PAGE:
The biggest outing was to the local corner shop with 10p to buy lots of sweets. My parents didn’t have the money for day-trips or extras which we now take for granted.
This was brought home to me this week when my son, who’s 4, desperately wanted to go to a soft play area which had moved premises to a larger site, closer to our house.
Okay, I thought, let’s go. We walked in behind a couple, probably grandparents, with two children, one in a pushchair. They were complaining about the fact that they had to pay for the baby because she was over six months.
So I looked at the price list, which frankly I hadn’t considered. At other similar sites in Swindon, you can pay per half hour, so you can control the cost and keep it within reason.
No more, the fees here were flat – so £5.95 for each of my daughters and £3.95 for my son, oh and 75p for me to take up a seat within the premises. Total cost, almost £17. That’s before buying any drinks or refreshments.
Disappointing my son, I just turned and said that it was too much money. Even if we’d gone in and I bought four drinks, we’d be looking at probably £25 for that entertainment.
As a business person, I understand that costs might need to go up but surely there needs to be some moderation. What about more flexible terms – per half hour costs for example? Or a loyalty card scheme?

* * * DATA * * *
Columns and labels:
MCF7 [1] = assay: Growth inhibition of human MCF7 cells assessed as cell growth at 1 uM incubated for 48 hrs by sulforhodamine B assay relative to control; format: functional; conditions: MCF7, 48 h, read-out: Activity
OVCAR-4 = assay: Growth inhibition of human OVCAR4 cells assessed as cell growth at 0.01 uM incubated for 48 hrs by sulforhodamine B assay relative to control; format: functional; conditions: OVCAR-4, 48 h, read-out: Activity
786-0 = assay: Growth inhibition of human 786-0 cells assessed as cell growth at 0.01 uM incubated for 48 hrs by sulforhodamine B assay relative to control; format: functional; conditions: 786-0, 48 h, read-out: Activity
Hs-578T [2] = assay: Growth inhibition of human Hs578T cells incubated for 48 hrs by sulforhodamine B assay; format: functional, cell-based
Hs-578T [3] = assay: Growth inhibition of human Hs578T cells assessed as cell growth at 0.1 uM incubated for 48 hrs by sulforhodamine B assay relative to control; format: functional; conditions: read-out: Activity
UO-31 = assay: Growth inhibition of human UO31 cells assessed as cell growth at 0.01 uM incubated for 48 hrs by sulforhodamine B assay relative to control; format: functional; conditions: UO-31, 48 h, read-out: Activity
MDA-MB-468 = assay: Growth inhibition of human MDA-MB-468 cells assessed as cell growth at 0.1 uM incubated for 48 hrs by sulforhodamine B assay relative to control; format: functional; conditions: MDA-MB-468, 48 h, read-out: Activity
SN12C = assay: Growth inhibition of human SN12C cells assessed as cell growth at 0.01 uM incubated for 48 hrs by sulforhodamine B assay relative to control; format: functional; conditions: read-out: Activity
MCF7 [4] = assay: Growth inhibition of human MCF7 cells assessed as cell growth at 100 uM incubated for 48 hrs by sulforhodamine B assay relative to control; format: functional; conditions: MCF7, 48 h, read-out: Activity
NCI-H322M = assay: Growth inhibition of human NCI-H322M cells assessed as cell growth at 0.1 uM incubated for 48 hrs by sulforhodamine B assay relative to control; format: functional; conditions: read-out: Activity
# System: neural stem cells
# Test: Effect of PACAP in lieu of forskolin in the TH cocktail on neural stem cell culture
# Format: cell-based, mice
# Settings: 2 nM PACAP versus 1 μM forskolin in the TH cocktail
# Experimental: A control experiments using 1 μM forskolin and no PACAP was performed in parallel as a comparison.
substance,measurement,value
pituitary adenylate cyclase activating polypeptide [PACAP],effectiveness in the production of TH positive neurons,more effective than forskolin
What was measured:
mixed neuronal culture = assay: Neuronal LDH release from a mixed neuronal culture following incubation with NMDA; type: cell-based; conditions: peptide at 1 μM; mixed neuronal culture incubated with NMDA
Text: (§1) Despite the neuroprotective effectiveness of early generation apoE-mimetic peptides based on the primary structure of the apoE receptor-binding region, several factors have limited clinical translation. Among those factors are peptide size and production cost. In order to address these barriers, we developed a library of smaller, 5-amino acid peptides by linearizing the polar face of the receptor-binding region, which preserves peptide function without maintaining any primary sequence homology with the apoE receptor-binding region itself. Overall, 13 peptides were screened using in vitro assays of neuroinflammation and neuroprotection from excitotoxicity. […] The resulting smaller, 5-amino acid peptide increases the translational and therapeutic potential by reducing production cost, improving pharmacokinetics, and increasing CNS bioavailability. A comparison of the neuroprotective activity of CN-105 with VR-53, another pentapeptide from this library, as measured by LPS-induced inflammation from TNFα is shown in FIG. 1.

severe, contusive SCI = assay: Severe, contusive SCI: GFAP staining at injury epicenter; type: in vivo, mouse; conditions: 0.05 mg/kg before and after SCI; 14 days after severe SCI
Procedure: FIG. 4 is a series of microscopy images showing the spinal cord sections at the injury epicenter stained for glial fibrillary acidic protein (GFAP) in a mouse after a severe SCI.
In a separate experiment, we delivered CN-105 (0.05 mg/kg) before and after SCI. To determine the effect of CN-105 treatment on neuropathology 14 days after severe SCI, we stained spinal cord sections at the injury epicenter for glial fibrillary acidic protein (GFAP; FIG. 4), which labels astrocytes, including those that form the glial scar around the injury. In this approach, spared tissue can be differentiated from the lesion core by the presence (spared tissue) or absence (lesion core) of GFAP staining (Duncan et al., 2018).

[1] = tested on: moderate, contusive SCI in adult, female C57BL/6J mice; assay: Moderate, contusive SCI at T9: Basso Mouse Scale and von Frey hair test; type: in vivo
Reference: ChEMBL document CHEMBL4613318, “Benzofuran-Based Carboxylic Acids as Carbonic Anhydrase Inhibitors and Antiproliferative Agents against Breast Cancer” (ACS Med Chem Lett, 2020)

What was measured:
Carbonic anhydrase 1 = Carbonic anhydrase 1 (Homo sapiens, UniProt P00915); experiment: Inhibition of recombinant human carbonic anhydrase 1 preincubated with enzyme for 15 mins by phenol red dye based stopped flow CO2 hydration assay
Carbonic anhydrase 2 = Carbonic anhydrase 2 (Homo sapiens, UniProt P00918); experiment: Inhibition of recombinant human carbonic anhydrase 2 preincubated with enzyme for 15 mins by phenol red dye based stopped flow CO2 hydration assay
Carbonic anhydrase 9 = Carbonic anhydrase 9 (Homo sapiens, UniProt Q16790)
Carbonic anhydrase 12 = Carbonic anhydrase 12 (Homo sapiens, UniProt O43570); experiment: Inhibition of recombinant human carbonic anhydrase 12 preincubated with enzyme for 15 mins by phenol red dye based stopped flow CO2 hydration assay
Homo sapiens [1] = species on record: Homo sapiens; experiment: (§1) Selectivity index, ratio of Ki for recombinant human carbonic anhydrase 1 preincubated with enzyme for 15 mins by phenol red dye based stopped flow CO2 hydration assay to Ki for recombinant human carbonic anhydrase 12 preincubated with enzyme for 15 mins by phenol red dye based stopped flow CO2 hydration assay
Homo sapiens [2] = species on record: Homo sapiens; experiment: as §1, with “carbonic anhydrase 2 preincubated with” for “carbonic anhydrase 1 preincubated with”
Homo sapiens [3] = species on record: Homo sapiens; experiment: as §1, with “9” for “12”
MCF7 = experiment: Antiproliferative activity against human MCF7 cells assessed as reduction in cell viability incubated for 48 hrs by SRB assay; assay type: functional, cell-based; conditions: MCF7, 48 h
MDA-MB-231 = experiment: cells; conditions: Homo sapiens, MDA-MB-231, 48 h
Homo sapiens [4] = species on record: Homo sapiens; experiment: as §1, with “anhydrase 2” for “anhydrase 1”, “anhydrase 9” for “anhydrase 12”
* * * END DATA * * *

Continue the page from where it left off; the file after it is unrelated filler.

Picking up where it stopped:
As a customer, it seemed I was paying through the nose for a new venue and I employed the simplest tactic in the book – I walked out.
Even if refreshments prices had risen a little – at least that’s an expense that I choose to make. Also what extras are on offer to justify more money? Is there free internet access? An internet cafe facility?
It’s a cheek to charge parents 75p for simply taking up space within a space that was alarmingly empty anyway.
I’m afraid this business has priced itself out of the its own market. It’s only been open for a few weeks but who’s going to go there often with prices like that?
As a working mum, I know that at it’s previous location, groups of childminders would sometimes go there as a treat for their young charges. I can guarantee that they won’t go now – the cost would be far too high.
If you ever want to know what’s good value for money for entertaining children – ask your local childminders, they are experts in value for money.
Let’s hope that this small business does some serious market research around its own competitors and adjusts accordingly. Lower your prices or offer something extra and shout about it.
If it doesn’t, I give it a year at the outside.